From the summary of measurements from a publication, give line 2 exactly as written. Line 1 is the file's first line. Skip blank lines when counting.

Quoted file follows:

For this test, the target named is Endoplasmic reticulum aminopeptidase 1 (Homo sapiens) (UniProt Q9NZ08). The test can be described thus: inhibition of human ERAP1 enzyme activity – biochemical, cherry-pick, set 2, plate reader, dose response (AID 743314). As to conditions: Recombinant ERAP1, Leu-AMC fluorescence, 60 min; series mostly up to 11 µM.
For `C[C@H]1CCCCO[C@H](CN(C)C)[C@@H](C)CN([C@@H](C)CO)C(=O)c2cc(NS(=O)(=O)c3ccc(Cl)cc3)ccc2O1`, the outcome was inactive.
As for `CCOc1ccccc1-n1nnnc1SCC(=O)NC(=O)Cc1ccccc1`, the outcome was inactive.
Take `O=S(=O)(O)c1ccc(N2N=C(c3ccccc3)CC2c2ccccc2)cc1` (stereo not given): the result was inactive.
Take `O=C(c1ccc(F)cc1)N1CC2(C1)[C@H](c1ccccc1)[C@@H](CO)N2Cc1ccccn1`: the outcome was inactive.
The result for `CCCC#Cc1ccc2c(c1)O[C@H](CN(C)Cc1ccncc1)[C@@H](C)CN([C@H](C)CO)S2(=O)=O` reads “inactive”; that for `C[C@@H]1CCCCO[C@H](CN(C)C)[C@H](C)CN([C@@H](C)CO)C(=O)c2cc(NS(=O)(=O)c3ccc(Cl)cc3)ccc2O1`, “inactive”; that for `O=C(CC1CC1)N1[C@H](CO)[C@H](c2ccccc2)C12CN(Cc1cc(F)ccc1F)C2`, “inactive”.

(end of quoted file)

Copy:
For `C[C@H]1CCCCO[C@H](CN(C)C)[C@@H](C)CN([C@@H](C)CO)C(=O)c2cc(NS(=O)(=O)c3ccc(Cl)cc3)ccc2O1`, the outcome was inactive.